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IDE refactoring support in a Lombok project

Posted by: admin December 28, 2021 Leave a comment

Questions:

Project Lombok is tempting to reduces boilerplate code in our Java 8 code base. The downside is that it limits tool support (refactoring, static analysis).

For example, in my experiments with IntelliJ, refactoring of fields of a class annotated with @Builder, no longer works. I know of no workaround (you have to manually fix locations, where the old method name of the Builder is used).

Another example is that in Eclipse “find references” on a field does not find the references, but a good workaround is to open the outline and apply “find references” on the generated getter/setter.

My questions:

  • Which refactoring features of the major IDEs (especially Eclipse, IntelliJ) does it break?
  • Are there good workarounds?
Answers:

Here’s a small workaround to refactor the getter/setter of a variable in a @Data class. This works in eclipse and probably elsewhere as well:

Sample class, where we want to refactor “value” to “value2”:

import lombok.Data;
@Data
public class Thing {
    int value;
}

(1) Rename (don’t refactor) the variable to something temporary to remove lombak’s generated getter/setter for the original name. You’ll get compile errors wherever the old getter/setter were referenced, but that is temporary:

@Data
public class Thing {
    int valueXXX; // reference to getValue() are broken for the moment
}

(2) Manually create a dummy getter/setter for the old name. Your compile errors will go away now:

@Data
public class Thing {
    int valueXXX;
    public int getValue() { return 0; }
    public void setValue(int value) {}
}

(3) Use eclipse to refactor your dummy getter/setter. All references in your codebase now use getValue2() and setValue2():

@Data
public class Thing {
    int valueXXX; // 
    public int getValue2() { return 0; }
    public void setValue2(int value) {}
}

(4) Delete the renamed dummy getter/setter and change the variable name from your temporary name to the new one. Now it’s all lombakized again:

@Data
public class Thing {
    int value2;
}

Admittedly this is a bit annoying, but it doesn’t actually take that long and it sure beats changing hundreds of references by hand.

###

One I recently came across:

In IntelliJ (don’t know about Eclipse), you can’t extract an interface that includes any methods generated by lombok. They don’t show up on the relevant dialog.

There is an easy workaround: Let IntelliJ create the methods, extract the interface, revert your class and have it implement the interface again.

###

For more complicated refactorings, I have settled on “delombok-refactor-relombok”. This is a heavy weight approach, but has the benefits handling complex refactorings without intermediate broken builds.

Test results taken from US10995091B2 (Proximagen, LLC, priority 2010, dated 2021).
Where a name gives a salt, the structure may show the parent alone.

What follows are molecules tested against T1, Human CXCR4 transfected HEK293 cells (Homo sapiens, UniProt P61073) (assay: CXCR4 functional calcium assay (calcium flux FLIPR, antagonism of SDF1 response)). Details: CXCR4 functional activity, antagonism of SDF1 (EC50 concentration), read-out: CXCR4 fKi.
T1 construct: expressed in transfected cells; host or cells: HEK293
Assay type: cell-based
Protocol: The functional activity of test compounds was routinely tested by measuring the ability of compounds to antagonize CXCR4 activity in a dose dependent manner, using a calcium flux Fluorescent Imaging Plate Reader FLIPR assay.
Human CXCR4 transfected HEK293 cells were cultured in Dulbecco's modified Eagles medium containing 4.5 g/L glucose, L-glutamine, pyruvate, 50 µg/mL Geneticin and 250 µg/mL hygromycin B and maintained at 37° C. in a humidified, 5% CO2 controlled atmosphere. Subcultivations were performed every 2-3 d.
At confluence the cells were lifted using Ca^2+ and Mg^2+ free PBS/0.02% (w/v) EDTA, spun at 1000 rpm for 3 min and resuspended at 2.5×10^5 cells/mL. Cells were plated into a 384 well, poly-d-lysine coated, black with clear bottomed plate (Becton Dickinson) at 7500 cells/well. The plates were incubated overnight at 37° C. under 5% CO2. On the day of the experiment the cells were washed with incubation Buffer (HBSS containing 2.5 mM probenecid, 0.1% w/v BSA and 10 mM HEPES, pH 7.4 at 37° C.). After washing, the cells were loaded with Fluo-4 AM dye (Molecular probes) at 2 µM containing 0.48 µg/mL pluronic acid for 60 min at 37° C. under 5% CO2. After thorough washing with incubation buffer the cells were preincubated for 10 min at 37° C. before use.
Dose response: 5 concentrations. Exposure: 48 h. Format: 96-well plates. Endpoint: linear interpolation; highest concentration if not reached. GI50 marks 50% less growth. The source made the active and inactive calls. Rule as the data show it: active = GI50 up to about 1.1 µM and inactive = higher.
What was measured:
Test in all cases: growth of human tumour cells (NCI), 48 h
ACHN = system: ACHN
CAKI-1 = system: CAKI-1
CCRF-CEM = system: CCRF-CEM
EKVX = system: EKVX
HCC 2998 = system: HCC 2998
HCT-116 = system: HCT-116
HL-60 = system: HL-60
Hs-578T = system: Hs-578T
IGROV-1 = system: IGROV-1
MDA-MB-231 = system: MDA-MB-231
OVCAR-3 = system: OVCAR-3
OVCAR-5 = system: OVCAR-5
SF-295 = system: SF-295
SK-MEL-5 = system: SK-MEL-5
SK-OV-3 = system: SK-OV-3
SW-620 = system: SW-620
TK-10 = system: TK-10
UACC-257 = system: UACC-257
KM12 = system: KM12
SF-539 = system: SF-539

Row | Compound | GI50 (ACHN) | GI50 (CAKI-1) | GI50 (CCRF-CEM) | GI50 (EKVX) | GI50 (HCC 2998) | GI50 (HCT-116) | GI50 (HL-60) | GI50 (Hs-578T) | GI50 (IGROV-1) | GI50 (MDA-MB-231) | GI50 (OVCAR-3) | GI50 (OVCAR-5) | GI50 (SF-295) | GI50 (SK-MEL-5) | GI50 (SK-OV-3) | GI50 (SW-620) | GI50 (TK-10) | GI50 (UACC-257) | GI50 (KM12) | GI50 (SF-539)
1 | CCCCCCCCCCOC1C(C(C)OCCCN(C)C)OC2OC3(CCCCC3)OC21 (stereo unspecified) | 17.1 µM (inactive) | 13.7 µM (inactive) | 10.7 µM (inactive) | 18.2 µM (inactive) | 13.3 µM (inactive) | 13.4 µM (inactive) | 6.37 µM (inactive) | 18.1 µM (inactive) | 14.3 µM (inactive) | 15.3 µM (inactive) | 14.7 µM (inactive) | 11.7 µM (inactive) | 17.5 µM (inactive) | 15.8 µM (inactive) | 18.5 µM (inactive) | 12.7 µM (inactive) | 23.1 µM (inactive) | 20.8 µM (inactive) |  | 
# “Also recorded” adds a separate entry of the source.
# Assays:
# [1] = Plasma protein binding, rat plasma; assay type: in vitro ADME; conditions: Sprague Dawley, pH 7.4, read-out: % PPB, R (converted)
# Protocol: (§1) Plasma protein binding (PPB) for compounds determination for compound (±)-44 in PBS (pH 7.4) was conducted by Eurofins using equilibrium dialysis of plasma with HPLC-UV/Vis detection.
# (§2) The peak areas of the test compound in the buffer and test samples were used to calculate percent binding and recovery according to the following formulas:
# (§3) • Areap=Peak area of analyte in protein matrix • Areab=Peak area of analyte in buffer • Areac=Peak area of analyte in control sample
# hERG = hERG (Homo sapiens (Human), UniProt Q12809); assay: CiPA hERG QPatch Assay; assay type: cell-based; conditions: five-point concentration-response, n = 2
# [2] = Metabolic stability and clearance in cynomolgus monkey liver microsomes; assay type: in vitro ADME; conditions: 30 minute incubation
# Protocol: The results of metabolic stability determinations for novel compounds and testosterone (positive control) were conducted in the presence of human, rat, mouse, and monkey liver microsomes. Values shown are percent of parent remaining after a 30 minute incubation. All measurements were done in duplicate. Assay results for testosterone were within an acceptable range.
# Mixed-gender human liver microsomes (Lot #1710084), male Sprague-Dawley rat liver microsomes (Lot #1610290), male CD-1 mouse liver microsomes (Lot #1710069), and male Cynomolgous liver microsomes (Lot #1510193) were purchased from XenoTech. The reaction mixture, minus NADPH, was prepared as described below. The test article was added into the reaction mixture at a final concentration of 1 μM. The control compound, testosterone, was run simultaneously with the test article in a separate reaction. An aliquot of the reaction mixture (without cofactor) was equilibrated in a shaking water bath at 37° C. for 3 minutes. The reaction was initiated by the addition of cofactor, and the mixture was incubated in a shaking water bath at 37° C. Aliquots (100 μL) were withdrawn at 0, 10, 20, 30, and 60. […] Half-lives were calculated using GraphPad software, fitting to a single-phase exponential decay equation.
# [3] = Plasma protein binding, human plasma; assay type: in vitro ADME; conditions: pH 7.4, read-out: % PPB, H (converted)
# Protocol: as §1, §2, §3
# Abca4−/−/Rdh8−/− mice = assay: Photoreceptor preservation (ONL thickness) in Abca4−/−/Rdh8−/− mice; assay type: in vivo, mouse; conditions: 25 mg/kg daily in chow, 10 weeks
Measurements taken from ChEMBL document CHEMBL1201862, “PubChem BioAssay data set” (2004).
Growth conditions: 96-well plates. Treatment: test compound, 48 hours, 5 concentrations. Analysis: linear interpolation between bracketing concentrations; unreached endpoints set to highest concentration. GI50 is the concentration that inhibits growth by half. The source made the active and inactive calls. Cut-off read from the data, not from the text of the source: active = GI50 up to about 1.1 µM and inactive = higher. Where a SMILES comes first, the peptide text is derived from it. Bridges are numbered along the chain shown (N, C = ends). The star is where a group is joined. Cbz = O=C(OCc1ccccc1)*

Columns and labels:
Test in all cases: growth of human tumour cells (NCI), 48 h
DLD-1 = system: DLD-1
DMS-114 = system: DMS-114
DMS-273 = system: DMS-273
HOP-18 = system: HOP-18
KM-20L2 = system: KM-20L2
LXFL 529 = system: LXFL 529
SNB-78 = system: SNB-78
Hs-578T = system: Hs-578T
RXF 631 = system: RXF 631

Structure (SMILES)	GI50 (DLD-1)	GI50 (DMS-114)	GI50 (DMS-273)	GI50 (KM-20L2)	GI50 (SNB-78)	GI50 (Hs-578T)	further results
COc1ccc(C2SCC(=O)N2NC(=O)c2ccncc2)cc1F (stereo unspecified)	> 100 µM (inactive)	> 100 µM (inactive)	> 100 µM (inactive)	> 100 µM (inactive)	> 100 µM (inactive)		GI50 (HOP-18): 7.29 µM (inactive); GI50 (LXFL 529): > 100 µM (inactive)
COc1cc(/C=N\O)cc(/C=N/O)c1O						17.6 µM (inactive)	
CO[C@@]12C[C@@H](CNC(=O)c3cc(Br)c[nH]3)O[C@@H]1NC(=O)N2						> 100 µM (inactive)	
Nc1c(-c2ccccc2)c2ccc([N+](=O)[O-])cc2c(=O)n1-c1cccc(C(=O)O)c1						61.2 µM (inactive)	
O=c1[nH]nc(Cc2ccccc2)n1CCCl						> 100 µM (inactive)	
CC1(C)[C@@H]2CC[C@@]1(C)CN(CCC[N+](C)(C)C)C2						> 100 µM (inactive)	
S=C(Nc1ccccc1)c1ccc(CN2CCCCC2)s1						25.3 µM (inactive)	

In my case, I use maven for builds. I added the maven build plugin for lombok:delombok configured as follows:

<build>
    <plugins>
        <plugin>
            <groupId>org.projectlombok</groupId>
            <artifactId>lombok-maven-plugin</artifactId>
            <version>1.18.6.0</version>
            <configuration>
                <sourceDirectory>${project.basedir}/src/main/java</sourceDirectory>
                <addOutputDirectory>>false</addOutputDirectory>
            </configuration>
            <executions>
                <execution>
                    <phase>generate-sources</phase>
                    <goals>
                        <goal>delombok</goal>
                    </goals>
                </execution>
            </executions>
        </plugin>
    </plugins>
</build>

This makes delombok copies easily available under the target directory.

To refactor a specific lombok class:

  1. Comment out the original class content
  2. Replace with delombok class content from target/generated-sources/delombok
  3. Save (code compiles cleanly)
  4. Perform refactoring in your IDE (code compiles cleanly)
  5. Perform same refactoring on commented out original lombok class content
  6. Remove delomok class content
  7. Uncomment refactored lombok class content
  8. Save (code compiles cleanly)

I would expect skepticism for those looking at this for their first attempt to refactor a lombok class. I arrived here only after frustrations and limitations with other techniques and more complex lombok features (i.e. @Builder, @SuperBuilder).

For example, manually adding the setter for a @Builder requires declaring the matching lombok generated inner builder class correctly. This become more difficult to do with features like lombok @SuperBuilder builder inheritance. When I attempted to do this manually, I decided to look at the delombok class as a guide. That is when I realized it was simpler to substitute the delombok source, refactor at will, and then remove it.